In August 2021, American media was gripped by the disappearance of 22-year-old Gabby Petito. She had been camping with her 23-year-old fiancé, Brian Laundrie, in the American west. Between Utah and Wyoming, she disappeared. In September, Brian reappeared at his parents’ house in Florida, then fled into the Everglades. His body was discovered in October with a self-inflicted gunshot wound to the head. Near him was a journal in which he confessed to having killed Gabby. The situation was and is a tragedy.
In those weeks when Brian had been named a person of interest but could not be found, many reporters suggested his parents were hiding him. Today the Petitos seek one hundred thousand dollars in damages in civil court from the Laundries. They claim the Laundries knew about Gabby’s death for weeks, tantamount to an accusation of not apprehending a known murderer. For me, this raises the following dilemma: If my child showed up at my door, suspected of having committed a terrible crime, what would I do?
Justice is famously hard to define. See: Plato’s Republic. According to the Cambridge English Dictionary, it is “fairness in the way people are dealt with.” This means fairness to the accuser and accused, a tension each era struggles to negotiate – particularly our own. In criticizing bail and the penalization of petty crimes, progressive Americans today ask whether, in our desire to reduce harm, we create it. The often-conservative response is that, in minding the accused, we punish his or her victims.
I am tempted to look with fondness on the Middle Ages. Its low conviction rates and legalized mercy seem to me more reasonable than today’s lifelong imprisonment and permanent records. Like most U.S. citizens, I will one day serve on a jury. Unanimity is still required to convict, yet this medieval tradition has been stripped of its function: to know the parties involved. Context matters. Rehabilitation is important. Such values seem to me fair. But the charm of this system fades when I consider a concrete case.
Brian Laundrie would have been an ideal candidate for sanctuary in the fourteenth century. Recognizing the horror of what he had done (or the likely punishment), he fled. He confessed, in some form, his crime. In twenty-first century Florida, he would have been sentenced to life in prison, if not death. In medieval Northamptonshire, he might have made it to a church, abjured the realm, and headed to a new life abroad.
Sanctuary was not invented to save the innocent. It saved the guilty. All men were created in the image of God, including the sinner. Wearing sackcloth, carrying a wooden cross, wading into water to be reborn as a new person… these symbolic acts beat that very Christian horse to death. It is easy to think impersonally of Geoffrey of Knuston and, in so doing, find sanctuary picturesque. It is less easy to think kindly of Brian Laundrie, who even in his written confession claimed that Gabby had wished to die.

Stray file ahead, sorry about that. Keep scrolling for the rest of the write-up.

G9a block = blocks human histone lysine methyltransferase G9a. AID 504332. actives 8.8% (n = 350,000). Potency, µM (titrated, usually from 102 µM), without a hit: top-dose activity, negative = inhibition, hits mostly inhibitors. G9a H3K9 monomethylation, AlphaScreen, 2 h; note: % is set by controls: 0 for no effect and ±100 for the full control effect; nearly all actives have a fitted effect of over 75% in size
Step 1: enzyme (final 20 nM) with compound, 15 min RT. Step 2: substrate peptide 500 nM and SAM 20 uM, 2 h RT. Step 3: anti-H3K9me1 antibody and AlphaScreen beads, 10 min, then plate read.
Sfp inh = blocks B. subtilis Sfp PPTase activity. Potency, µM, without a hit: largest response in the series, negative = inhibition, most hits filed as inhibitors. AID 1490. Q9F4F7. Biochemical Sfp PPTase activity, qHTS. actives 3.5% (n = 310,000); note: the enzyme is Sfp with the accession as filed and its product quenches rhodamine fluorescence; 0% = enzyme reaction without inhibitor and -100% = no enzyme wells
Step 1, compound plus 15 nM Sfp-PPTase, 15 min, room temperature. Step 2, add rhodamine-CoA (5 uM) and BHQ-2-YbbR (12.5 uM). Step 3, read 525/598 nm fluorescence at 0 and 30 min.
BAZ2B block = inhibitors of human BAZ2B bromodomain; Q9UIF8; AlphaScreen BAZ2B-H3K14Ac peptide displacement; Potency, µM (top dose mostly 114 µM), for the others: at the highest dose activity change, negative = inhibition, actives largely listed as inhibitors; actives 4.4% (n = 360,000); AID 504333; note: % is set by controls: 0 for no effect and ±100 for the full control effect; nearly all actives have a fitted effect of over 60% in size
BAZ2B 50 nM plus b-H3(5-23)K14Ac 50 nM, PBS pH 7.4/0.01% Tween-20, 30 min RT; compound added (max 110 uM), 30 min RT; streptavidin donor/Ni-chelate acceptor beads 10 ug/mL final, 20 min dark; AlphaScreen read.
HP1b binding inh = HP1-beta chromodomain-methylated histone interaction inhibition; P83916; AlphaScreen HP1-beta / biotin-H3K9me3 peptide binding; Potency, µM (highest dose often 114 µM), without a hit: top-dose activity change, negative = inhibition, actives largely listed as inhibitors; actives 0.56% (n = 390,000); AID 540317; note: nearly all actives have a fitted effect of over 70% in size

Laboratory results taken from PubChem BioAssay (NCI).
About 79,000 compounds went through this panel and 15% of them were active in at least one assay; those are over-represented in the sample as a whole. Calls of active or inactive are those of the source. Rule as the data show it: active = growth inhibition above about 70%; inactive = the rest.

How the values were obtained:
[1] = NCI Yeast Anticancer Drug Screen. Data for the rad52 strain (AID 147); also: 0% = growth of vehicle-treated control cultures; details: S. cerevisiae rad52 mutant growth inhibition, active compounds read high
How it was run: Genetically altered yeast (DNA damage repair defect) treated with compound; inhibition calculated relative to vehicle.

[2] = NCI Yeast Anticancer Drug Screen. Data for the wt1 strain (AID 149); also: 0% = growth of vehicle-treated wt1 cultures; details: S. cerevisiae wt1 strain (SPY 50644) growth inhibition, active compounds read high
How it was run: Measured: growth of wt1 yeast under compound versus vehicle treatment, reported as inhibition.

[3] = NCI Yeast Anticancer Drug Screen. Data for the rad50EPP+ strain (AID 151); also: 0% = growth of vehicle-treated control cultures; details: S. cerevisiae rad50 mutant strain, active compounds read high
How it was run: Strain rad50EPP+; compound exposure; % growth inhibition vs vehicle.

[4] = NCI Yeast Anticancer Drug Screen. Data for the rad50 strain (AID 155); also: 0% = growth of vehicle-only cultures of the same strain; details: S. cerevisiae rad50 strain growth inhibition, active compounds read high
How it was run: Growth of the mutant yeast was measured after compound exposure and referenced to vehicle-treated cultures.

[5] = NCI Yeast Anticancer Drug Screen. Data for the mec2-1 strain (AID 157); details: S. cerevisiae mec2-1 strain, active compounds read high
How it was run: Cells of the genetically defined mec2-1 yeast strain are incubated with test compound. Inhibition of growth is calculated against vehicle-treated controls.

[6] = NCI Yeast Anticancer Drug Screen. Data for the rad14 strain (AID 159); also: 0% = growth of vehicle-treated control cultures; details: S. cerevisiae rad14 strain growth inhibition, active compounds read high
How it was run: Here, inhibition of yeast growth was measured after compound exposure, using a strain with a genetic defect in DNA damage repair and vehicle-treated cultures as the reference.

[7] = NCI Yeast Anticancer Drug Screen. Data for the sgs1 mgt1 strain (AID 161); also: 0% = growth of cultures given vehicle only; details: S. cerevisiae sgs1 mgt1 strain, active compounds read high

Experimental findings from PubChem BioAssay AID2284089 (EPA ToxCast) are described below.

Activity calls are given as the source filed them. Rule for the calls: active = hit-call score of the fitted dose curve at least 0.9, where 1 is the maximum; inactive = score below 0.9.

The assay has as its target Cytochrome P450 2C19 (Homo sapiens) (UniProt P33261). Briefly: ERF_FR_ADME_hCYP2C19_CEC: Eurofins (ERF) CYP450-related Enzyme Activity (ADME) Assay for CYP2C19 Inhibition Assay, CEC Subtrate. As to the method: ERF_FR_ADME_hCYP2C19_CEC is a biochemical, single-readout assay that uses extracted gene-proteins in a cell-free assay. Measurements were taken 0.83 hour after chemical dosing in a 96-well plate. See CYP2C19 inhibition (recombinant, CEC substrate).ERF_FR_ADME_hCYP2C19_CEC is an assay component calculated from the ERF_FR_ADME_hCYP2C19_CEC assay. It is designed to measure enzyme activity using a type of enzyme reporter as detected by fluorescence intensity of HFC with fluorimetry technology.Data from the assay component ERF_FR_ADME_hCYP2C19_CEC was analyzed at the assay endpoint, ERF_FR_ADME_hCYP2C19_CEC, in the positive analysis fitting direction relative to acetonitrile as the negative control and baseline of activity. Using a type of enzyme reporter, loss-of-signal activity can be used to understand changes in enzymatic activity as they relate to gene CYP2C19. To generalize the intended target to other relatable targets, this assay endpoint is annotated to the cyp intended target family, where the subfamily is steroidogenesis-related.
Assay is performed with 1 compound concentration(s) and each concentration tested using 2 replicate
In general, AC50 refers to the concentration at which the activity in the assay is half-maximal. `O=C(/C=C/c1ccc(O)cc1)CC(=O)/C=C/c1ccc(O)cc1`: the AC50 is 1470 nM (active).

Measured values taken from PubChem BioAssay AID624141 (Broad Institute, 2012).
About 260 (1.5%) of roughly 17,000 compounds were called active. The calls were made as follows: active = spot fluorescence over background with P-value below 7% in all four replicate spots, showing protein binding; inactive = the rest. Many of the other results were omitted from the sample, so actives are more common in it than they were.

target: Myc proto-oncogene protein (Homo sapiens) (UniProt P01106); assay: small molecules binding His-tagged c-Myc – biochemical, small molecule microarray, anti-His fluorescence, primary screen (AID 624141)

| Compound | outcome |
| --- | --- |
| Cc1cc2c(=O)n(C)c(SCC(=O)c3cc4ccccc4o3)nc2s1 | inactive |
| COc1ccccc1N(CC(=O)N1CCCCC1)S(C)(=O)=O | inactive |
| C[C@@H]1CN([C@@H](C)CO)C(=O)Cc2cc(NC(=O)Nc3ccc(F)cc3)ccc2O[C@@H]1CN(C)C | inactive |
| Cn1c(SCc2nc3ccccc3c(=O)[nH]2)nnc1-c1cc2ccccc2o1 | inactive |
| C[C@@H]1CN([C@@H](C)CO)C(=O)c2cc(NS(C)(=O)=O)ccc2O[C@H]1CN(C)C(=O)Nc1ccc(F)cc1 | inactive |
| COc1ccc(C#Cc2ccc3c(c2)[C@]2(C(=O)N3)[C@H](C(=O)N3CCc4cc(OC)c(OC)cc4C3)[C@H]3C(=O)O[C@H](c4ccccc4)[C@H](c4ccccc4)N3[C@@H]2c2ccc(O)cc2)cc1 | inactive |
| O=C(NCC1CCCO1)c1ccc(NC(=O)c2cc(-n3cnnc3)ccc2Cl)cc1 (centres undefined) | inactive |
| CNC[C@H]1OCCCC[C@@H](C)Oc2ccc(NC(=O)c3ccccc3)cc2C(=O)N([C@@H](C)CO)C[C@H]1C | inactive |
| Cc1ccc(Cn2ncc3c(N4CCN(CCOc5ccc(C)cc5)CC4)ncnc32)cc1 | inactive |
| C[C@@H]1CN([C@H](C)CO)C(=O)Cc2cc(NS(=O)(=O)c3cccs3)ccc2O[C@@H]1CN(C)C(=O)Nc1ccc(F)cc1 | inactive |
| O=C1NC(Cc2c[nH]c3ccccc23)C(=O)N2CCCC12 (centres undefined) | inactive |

As an onlooker horrified by Gabby’s homicide, I wanted Brian Laundrie to face punishment. As Brian Laundrie’s mother? I would have chosen exile over death for my son. Perhaps Geoffrey of Knuston had a friend who took pleasure in knowing that he was alive, if not well, in France. Felicia’s family no doubt disagreed. Which soul takes precedence in the balance of justice’s scales? While I would rather leave that judgment to God, such determinations must be made by the institutions of men.
Sanctuary, once so accepted, was replaced by the sixteenth century with extended imprisonment or new forms of punishment. Jury members having known the parties involved seemed prejudiced, rather than appropriate, to Enlightenment minds. The same crime deserved the same punishment, no matter the circumstances of the accused. In the age of reason, tailored justice was replaced by an assembly line.
Though we call the twelfth through fourteenth centuries “the Dark Ages,” we have the same instincts, if not systems, when responding to the same dilemmas. Confession of a crime necessitates punishment, save in the Truth and Reconciliation trials of Mandela’s South Africa. Exile is never practiced, except when people of “notorious reputation” in America assume new lives in Mexico. Communities do not defy authorities to protect criminals, excluding Florida or Abbottabad.
Extension of safety to the churchyard was stripped, then protection for particular crimes, until sanctuary became what it is today – a beautiful idea. Yet the word may linger because the instinct is not truly dead. Our lives are so brief that institutions seem permanent and people ephemeral. Time proves the truth is often the reverse. Institutions change, while the human heart abides. Some modern iteration may stagger forth from that place of safety where mercy has been so long in hiding, to be reborn with a new name.
Not knowing where Geoffrey fled, I used that inimitable archive known as GoogleMaps to find nearby churches dating to the 12th century. Saint Peter’s is nearest, at 7 miles from Knuston; but options include All Saints Church in Earls Barton, 8 miles distant, and St. Mary Magdalene Church of Castle Ashby, 10 miles.
Featured photograph by Ash James, part of a series on Tintern Abbey which appears in our print volume on contemplation.
Claire Ashmead-Meers is from Cleveland, Ohio. She graduated from Princeton in 2017 with a Bachelor's degree in History, Creative Writing, and Chinese Language, and in 2018 obtained a Master's in Fiction from the University of Edinburgh. She lives in Ann Arbor where she studies medicine at the University of Michigan. Her guiding spiritual principles come from Protestant Christianity, Zen Buddhism, and writers like Dostoyevsky and George Saunders.Discover more from Claire Ashmead-Meers.